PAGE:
History's biggest legal transfer of wealth has been spurred on by the Internet stock explosion.
Today, creative etailers are trying to trigger another one by encouraging the online rich to transfer their wealth into the trappings of a millionaire lifestyle.
Everyone from Merrill Lynch to the publishers of Millionaire Magazine will aspire to become portals for the wealthy. But, according to analysts, the premise may be flawed.
Wealth alone is not enough of a shared experience to drive Net behaviour. More important is what the wealthy need their money for, and what they like to spend it on. Affluent traffic will diffuse across thousands of sites that speak to particular goals, like philanthropy and interests like yachting.
At Millionaire.com you don't have to be rich - yet. The site offers advice and online classes to assist aspiring millionaires. Robert ‘Rusty’ White, the president and chief executive of Millionaire.com, is best known for creating the Robb Report, a magazine that caters to those living a ‘luxury lifestyle’.
White intends to make Millionaire.com the online portal for the rich. "They can get their stock quotes, investment advice and sports news," he said.
Life of luxury
In late September, Luxuryfinder.com will launch, going after an even more upscale clientele.
Through its virtual speciality store, Luxuryfinder.com will offer only the highest-end goods and services, including a range of products from Asprey & Garrard, caviar from Daniel, jewellery from Seaman Schepps and Angela Cummings, men's accessories from Calvin Klein, ties from Sulka and Brioni, leather goods from Ghurka, and charter jets and fractional aircraft ownership from Executive Jet.
The site will additionally feature hundreds of other products, many of which will be offered for the first time on the Internet through Luxuryfinder.com, such as luxurious and exciting trips.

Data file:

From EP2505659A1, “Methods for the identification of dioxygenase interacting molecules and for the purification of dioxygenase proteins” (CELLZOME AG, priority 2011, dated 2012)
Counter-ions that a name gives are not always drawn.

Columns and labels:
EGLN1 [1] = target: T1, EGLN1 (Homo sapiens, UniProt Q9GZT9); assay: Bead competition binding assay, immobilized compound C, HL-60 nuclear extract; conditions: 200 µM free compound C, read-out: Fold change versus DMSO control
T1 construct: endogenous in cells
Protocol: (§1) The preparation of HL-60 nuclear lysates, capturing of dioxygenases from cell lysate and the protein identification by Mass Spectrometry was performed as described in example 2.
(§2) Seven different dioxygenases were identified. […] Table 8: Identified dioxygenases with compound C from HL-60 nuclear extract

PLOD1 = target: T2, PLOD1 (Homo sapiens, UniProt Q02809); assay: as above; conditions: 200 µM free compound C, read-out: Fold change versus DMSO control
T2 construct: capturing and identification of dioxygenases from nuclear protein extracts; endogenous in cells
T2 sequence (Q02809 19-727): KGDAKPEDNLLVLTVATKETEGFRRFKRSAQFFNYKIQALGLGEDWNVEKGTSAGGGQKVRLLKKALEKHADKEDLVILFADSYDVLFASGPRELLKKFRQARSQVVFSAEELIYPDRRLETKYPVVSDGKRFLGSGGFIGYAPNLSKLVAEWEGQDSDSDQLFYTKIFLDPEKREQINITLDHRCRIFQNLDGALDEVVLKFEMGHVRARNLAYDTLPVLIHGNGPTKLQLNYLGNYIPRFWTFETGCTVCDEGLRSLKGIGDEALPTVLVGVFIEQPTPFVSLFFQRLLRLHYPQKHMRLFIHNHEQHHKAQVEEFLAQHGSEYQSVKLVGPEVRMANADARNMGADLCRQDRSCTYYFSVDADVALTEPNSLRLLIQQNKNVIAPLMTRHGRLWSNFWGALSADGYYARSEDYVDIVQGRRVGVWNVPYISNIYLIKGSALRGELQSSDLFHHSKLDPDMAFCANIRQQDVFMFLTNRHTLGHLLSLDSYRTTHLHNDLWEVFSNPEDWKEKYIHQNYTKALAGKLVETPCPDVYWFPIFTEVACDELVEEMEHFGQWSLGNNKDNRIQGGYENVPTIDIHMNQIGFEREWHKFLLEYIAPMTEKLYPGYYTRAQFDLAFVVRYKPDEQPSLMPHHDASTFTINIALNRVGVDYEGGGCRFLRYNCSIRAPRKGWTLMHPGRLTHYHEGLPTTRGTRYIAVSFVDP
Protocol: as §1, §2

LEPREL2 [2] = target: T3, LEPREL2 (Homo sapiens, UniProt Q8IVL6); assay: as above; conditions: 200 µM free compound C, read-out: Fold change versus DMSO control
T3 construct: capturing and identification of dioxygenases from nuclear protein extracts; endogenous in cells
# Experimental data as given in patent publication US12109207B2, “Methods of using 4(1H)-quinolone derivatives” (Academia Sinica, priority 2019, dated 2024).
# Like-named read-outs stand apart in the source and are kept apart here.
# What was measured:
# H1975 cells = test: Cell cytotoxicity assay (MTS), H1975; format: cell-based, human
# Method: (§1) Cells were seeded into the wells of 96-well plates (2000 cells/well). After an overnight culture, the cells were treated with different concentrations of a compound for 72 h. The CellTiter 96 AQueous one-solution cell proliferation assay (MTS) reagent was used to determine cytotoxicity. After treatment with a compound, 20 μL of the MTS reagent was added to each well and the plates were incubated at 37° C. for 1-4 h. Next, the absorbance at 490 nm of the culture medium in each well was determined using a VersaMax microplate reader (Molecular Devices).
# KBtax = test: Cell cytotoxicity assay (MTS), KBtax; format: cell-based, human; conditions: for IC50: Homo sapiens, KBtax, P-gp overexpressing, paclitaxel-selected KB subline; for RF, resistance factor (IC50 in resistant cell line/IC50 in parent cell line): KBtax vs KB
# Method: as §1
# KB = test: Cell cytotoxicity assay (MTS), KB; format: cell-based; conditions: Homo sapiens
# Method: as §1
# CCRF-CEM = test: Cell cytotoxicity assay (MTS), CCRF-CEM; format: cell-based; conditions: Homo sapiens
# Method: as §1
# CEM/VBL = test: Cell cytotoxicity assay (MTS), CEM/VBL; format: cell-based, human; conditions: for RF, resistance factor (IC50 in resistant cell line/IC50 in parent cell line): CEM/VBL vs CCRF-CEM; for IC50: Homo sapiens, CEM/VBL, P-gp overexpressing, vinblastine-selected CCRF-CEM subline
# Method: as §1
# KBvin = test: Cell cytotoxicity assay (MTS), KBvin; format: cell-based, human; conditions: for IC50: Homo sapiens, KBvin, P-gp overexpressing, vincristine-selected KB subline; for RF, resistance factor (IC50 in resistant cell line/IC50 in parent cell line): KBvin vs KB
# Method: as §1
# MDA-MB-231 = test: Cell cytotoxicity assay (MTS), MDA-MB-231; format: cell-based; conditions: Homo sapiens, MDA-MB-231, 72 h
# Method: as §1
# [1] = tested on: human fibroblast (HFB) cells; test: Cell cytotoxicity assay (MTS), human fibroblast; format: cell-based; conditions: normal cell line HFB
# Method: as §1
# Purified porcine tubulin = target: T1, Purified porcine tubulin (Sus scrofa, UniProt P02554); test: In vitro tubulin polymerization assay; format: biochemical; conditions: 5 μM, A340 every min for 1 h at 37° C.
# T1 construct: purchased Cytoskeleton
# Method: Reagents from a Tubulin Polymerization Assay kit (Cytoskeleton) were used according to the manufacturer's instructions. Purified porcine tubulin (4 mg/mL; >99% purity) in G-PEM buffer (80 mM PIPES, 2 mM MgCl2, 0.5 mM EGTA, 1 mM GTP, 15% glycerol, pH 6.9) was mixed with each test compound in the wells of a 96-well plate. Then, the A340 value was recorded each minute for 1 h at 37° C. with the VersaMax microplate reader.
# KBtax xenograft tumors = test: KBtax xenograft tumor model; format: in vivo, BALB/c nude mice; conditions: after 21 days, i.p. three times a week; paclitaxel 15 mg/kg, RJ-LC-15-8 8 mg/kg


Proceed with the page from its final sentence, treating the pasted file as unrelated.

Online watch seller Ashford.com and online diamond retailer Internet Diamonds are both in the same jewellery space. And established retailers like Tiffany also have an online presence, although in Tiffany's case, all purchases must still be done over the telephone.
They are not the only companies going after the affluent. The recently launched Foofoo.com targets upwardly mobile young professionals who are looking for luxury goods and services. The site features content supplied mostly through partnerships with magazines like Men's Health, Food and Wine and Elle, and sells goods from retailers and brands like J Crew and Cigars International.
According to Connie Ling, CEO of Foofoo, the site is for people who are affluent or on the way to being affluent: "People with an active lifestyle, interested in experiencing things, in being healthier, wealthier, better looking and less stressed." The site is segmented into two primary areas, iWoman and iMan.
And companies like Designersdirect.com, Netsetgoods.com and even Sotheby's have got into the business of ignoring bargain basement prices in favour of pashmina shawls and diamond earrings.
There is a market here. Analyst firm Jupiter Communications predicts that 74 per cent of households with incomes over $75,000 will be online by the end of the year.
"Many commerce players regard the highest income families as the lowest hanging fruit. People who value time more than money, or who have less time than money are prime candidates for a range of services and products that are now being offered online," said Jupiter analyst Mike May. "In retailing it makes sense to either compete on value or at the high end. To sit in the middle and try to serve everybody opens you up to competitors across the board.”
But Blaine Mathieu, senior analyst at the Gartner Group, believes that until increasing bandwidth allows a truly immersive experience - for example, a businessman taking different yachts out for a virtual spin - ecommerce will account for only a tiny percentage of the transactions in this category.